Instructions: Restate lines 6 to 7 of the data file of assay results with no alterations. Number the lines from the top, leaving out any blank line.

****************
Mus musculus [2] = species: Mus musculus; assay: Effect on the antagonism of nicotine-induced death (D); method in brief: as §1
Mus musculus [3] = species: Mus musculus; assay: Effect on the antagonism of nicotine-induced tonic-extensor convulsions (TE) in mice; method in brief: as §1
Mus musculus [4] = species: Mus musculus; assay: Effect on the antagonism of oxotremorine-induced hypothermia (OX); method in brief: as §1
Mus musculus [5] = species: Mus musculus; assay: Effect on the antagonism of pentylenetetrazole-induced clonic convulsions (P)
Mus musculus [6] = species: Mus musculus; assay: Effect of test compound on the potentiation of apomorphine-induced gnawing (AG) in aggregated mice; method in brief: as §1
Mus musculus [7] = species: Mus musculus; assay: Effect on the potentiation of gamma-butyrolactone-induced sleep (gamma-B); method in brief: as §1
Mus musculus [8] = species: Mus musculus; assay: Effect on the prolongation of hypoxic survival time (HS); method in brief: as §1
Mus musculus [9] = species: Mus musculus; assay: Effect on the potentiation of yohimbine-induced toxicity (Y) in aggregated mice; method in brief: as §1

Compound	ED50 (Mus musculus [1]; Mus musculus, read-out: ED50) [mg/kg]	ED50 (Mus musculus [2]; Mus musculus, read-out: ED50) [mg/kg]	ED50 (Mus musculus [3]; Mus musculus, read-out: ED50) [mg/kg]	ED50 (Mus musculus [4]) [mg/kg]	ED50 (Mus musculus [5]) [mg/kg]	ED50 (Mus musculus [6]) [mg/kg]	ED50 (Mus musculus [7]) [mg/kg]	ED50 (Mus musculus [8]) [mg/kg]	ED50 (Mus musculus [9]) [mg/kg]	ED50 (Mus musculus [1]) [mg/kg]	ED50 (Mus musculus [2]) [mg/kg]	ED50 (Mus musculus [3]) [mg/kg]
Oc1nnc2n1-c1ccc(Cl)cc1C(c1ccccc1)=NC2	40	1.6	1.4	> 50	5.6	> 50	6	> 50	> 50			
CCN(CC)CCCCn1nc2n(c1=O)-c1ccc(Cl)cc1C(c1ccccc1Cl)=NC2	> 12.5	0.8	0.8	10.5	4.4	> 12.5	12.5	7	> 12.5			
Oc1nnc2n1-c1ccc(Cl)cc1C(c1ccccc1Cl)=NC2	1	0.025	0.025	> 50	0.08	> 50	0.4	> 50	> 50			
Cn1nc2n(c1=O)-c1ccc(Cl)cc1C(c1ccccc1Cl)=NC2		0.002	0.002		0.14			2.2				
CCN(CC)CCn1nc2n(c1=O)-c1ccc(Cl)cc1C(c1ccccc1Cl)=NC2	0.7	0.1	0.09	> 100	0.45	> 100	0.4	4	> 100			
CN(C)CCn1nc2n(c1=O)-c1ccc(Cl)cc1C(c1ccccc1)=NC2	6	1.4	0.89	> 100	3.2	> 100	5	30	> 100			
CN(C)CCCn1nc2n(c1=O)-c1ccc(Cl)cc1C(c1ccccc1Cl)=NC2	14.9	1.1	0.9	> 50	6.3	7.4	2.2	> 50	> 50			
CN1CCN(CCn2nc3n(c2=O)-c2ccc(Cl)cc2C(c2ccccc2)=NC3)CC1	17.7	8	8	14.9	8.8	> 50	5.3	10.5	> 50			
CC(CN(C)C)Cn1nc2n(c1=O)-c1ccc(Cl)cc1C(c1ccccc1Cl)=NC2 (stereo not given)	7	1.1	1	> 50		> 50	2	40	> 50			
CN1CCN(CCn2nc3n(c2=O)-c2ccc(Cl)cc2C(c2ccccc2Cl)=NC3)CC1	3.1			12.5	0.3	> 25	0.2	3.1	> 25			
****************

Mus musculus [7] = species: Mus musculus; assay: Effect on the potentiation of gamma-butyrolactone-induced sleep (gamma-B); method in brief: as §1
Mus musculus [8] = species: Mus musculus; assay: Effect on the prolongation of hypoxic survival time (HS); method in brief: as §1